The skipper and the crew, the tactical and strategic choices, the harmony still make up 95% of the result. When you are stuck at the top of your level you may worry about how technology can help you improve performance.
Sails for sailing short-handed
If you sail with a small crew, choose a set of sails that is well suited for the reduce crew by reducing manoeuvres and their difficulty. This applies to both the cruiser and the racer. The solutions you find today to make life easier for the cruiser were not developed specifically for this market.
They come from the world of single-handed ocean racing: spinnaker socks allow solo sailors of the Vendée Globe to manage spinnakers of incredible sizes. The furlers developed for flying gennakers are now common on cruising boats to. Lazy jacks and lazy bags have always been used on offshore boats and have now become common equipment among cruising boats.
Range of use
Each sail is designed and built by imagining the conditions in which it will have to be used. One sentence you will hear is that a sail is designed to withstand the intensity of maximum wind in which it is appropriate that you use that sail. If you are caught with a light winds sail by a gust of wind, it is not the sail’s fault if it breaks.
The fault is ours for not having seen the oncoming cloud. Often when we are surprised by a reinforcement of the wind, we are lazy to reduce the canvas at the right moment. In practice we will cause damages that are exclusively due to the misuse of what we have available.
The correct manoeuvres
To extend the life of a sail and avoid breakage, you will need to learn how to minimise the moments of stress on the materials. The fabrics rarely tear only due to the action of the wind that flows along the correct sail correctly adjusted.
It is more likely that you will tear a code zero left over its wind range, or to tear the leech of a genoa left flapping during manoeuvres. This is even more true for laminated or technologically advanced sails which, withstand well the workloads, but suffer a lot from being mistreated.
Spinnaker and Gennaker
First of all, let’s clarify the terminology to be used. Many sailors have the habit of thinking that the spinnaker is the symmetrical sail that is rigged with a pole. The gennaker would instead be that asymmetrical sail that is rigged on the bowsprit. It is not so and you have to get over it, if you take a sail maker catalogue and go to the downwind sails section it will speak of symmetrical and asymmetrical spinnakers.
In other words, the distinction between spinnaker and gennaker has nothing to do with the use of the bowsprit or pole. It is no coincidence that there are symmetrical spinnakers, which are used with the pole, and asymmetrical spinnakers which are used with the bowsprit. The gennaker, on the other hand, is a much flatter sail, often furling, designed for reaching.
Gennaker and Code 0
A Code 0, which has only become common in the last decade, is a very flat gennaker that allows you to sail to windward. It is a sail designed for very light winds and is very delicate. However, it can take us away from delicate situations with very little wind, managing to give create some apparent wind and give pace to the boat and advance even in the the lightest airs.
The correct naming of downwind sails
We have established that there are gennakers (asymmetric only) and asymmetric and symmetrical spinnakers. In addition to these there are Code sails which by construction and characteristics are particular types of gennakers. For convenience, in the standard North Sails nomenclature, Asymmetrical sails start with the letter A, Symmetrical sails with the letter S. In addition to these we have Codes then jibs and genoas indicated by the letter J.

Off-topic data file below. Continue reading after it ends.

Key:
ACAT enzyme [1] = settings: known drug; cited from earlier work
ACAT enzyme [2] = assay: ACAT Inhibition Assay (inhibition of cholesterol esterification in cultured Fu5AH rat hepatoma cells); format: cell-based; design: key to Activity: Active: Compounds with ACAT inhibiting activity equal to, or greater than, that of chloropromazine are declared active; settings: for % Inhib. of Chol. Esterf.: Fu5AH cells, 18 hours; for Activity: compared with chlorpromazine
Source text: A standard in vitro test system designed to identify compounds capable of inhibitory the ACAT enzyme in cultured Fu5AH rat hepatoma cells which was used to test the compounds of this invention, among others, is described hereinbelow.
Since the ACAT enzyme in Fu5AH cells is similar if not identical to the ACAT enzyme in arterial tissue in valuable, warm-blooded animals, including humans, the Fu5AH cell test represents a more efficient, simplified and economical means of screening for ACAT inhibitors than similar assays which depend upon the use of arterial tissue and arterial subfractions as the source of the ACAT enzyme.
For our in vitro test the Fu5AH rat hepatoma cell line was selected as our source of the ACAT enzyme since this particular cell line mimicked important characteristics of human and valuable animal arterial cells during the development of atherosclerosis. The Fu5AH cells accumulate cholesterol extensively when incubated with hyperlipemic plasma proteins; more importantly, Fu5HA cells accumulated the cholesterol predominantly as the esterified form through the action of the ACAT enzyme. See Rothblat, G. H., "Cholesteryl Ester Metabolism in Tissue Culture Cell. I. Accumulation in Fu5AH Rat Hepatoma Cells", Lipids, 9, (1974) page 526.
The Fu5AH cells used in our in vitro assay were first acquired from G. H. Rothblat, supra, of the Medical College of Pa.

The letter is followed by a number, which increases according to the intensity of the wind range when we’ll use the sail. Jibs and genoas are in progressive order, J1, J2, J3, J4. As for Spinnakers, it’s all those with an even number, usually starting from S2, S4, S6 for symmetrical ones and they are for downwind work.
The asymmetric spinnakers for downwind sailing will therefore be from the largest to the smallest name A2, A4, A6 respectively. You can have an A0, which refers to the largest and lightest downwind sail achievable for the boat.
When dealing with downwind sails, if the number following the letter is odd, conceptually we are speaking of a gennaker. The A1, A3, A5 are all broad reach to reaching sails, from largest to smallest as the number increases. As a rule they should always be with free leech, without anti-torsion cable, and should count as spinnakers on your IRC certificate. If the sail is cut like a huge genoa, and uses an anti-torsion cable as its temporary stay, we enter in the world of so called Code sails. The most common is the Code 0 for very light winds, very light and very delicate and would not be possible to rate it as a spinnaker and would count as headsail under IRC rules.
A, S, J and Code
The Code 1 is rarely heard of, while Code 3s and Code 5s can be furled on an anti-torsion cable. Being designed for stronger winds Code 3s will not sail as high as a Code 0 but will be used for broat beating to reaching and broad reaching. The Code 5 is a reaching or broad reaching sail which can be used also as a strong wind downwind spinnaker. Furled A5s are not recommended in strong winds due to the difficulty in furling them in strong winds.
On our Class40 we therefore had a Mainsail, Soleng, Staysail (jib), Storm Jib, Code Zero, A2, Code 3, Code 5, A6. I would have gladly replaced that Code 5 for an A5 but the budget was tight (NOTE: during the Global Ocean Race we were allowed an extra sail compared to the standard 8, and it was our Code 3, also we were allowed 3 exotic sails rather than 2, and our code zero was of carbon kevlar).
As a last consideration, typically sails named with the letter A or S are all made of nylon. Codes 0, 1, 3 are typically in polyester laminate (or exotic fibres where allowed). The Code 5 like the A5 is usually of heavy nylon.
From Dacron to the most advanced technologies, the materials and cuts must be suitable for your navigation programs. Solutions that facilitate manoeuvres open up the possibility to handle the boat with a reduced crew. For the most avid racers often an examination of conscience and a lot of training will bring more results than pulling out their wallet and wasting budget on new sails.